Nighthawks (ABC Sunday at 9 p.m.) is a great-looking, fast-paced terrorist thriller so stripped down that it's downright vague as to why--or for whom--professional assassin Rutger Hauer is on such a rampage. Pursuing him are New York undercover policemen Sylvester Stallone and Billy Dee Williams, with Stallone's estranged wife Lindsay Wagner eventually becoming Hauer's target. Also featured are Nigel Davenport as the head of Interpol and Persis Khambatta as Hauer's accomplice.
New TV movies dominate prime time this week, starting with Sins of the Father (NBC Sunday at 9 p.m.). This one stars James Coburn as a high-living attorney who vies with his own son (Ted Wass) in pursuing the daughter (Glynnis O'Connor) of his late law firm partner.
Airing opposite each other Monday at 9 p.m. are The Hearst and Davies Affair (ABC) and The Execution (NBC). In the first, Robert Mitchum and newcomer Virginia Madsen play newspaper tycoon William Randolph Hearst and actress Marion Davies in this story of their 37-year romance. In the second, Paul Wendkos directs Loretta Swit, Valerie Harper, Jessica Walter, Barbara Barrie and Sandy Dennis as five California women who plan revenge against their one-time tormentor, sadistic concentration camp doctor Rip Torn, whom they discover running a successful restaurant in Los Angeles.
Not My Kid (CBS Tuesday at 9 p.m.) stars George Segal and Stockard Channing as a surgeon and his wife who are devastated upon learning their 15-year-old daughter (Viveka Davis) is a drug addict.
Ann-Margret made her impressive TV movie debut in the 1983 Who Will Love My Children? (ABC Thursday at 8 p.m.), a bleak real-life drama about a dying Iowa farm wife who strives to find new homes for her 10 children, knowing her alcoholic husband (Frederic Forrest, excellent) will not be capable of caring for them.
Clint Eastwood's Any Which Way You Can, that amiable and boisterous 1980 sequel to "Every Which Way but Loose," returns Friday on CBS at 9 p.m. Once again Eastwood is Philo Beddoe, footloose San Fernando Valley trucker and, when the till runs low, champion bare-knuckle brawler. This time he's maneuvered into a match of such mythic proportions that the underworld soon has lots riding on Philo's fists. As before, the film consists of one broadly humorous shenanigan after another involving Clyde, his orangutan pal.
When secretaries Jane Fonda, Lily Tomlin and Dolly Parton declare war in 9 to 5 (CBS Saturday at 9 p.m.) on Dabney Coleman, their "sexist, egotistical, lying, hypocritical bigot" of a boss, they deliver the goods in high comic style, scoring some points for women's equality in the office. Like "Any Which Way You Can," 9 to 5 is an audience pleaser that seldom misses an intended laugh. However, it strays so far from reality for so long that it threatens to become mired in overly complicated silliness and to lose sight of the serious satirical points it wants to make. Although it pulls together for a finish that is as strong as it is funny, the stars are finally more satisfying than their material.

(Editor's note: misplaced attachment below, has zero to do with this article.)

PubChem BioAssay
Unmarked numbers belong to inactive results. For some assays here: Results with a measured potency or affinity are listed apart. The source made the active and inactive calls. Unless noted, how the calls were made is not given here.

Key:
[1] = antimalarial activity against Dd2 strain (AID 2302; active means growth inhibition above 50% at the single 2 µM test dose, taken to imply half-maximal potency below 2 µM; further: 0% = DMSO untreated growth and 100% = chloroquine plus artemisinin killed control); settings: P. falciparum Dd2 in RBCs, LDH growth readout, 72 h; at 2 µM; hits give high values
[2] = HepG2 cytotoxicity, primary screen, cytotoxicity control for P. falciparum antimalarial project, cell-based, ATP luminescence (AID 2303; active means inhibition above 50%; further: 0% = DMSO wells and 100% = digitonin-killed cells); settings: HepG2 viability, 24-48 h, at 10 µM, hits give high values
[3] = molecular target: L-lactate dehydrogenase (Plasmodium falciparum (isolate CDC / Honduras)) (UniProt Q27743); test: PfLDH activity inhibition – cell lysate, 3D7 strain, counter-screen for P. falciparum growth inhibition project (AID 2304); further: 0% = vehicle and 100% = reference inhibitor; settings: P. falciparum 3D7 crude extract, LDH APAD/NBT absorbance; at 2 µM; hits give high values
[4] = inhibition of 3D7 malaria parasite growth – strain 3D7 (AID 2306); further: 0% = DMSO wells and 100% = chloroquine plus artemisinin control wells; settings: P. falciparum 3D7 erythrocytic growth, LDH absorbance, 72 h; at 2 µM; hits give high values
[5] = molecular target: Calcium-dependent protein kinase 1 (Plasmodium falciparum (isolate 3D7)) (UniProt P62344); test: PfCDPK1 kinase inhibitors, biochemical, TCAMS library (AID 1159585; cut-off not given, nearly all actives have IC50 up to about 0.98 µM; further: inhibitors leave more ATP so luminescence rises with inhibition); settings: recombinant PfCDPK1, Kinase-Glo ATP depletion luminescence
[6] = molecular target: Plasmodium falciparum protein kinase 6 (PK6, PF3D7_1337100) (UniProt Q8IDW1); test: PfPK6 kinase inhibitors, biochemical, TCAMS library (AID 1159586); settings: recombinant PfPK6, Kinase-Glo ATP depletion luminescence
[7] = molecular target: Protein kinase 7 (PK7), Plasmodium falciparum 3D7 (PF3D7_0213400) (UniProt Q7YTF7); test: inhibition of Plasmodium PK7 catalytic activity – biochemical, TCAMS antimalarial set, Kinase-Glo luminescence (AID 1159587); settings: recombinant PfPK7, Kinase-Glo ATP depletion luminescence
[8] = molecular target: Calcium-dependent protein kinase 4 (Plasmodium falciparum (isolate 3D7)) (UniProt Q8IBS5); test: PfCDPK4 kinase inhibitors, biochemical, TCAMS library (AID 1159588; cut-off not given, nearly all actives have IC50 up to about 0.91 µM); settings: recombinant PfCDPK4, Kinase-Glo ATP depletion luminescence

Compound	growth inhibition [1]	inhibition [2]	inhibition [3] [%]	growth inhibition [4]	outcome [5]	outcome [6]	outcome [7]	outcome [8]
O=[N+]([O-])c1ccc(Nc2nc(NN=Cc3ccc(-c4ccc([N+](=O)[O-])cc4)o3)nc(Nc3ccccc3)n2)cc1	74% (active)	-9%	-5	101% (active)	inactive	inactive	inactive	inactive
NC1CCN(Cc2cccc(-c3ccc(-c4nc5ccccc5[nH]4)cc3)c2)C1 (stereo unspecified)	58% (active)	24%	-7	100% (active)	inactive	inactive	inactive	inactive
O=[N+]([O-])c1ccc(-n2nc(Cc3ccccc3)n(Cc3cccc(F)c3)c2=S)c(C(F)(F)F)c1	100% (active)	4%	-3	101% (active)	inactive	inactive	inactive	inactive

To honor the birthday of Dr. Martin Luther King Jr., Channel 5 is devoting three nights (8-10 p.m. Monday through Wednesday) to a repeat of the 1977 King miniseries starring Paul Winfield and Cicely Tyson.
That most entertaining of Roman spectacles, Quo Vadis, airs in two parts, at 8 p.m. Wednesday and Thursday on Channel 13. Channel 13's Friday 8 p.m. movie, incidentally, is one for the cultists, the far-out, trouble-plagued Jet Pilot, starring John Wayne and Janet Leigh (as, of all things, an ace Russian flier) and directed by Josef Von Sternberg for Howard Hughes, who kept the film under wraps for years.
Another rarity is Decameron Nights (Channel 28 Saturday at 10 p.m.), in which Joan Fontaine, Louis Jourdan and Joan Collins were good fun under the direction of Hugo Fregonese in this blithe, made-in-Italy adaptation from Boccaccio.
On the pay/cable channels in prime time: Bananas (Cinemax on Sunday at 8 p.m., Z on Monday at 9 p.m.), Danton (SelecTV on Tuesday at 7 p.m.), Local Hero (Showtime on Tuesday at 9 p.m.), Chinatown (WTBS on Tuesday at 9 p.m.), Treasure Island (Disney on Wednesday at 9 p.m.), Sunset Boulevard (WTBS on Wednesday at 9:20 p.m.), Wuthering Heights (Disney on Thursday at 7 p.m.), The Phantom of Liberty (Z on Thursday at 7 p.m.), Equus (Movie Channel on Thursday at 8 p.m.) and Zelig (Showtime on Saturday at 9 p.m.).
Opinions in this column are based on the original-release version of the films. Checks for the logs are based on Leonard Maltin's "TV Movies" book and other sources. Pay TV movies without checks have not been reviewed by The Times.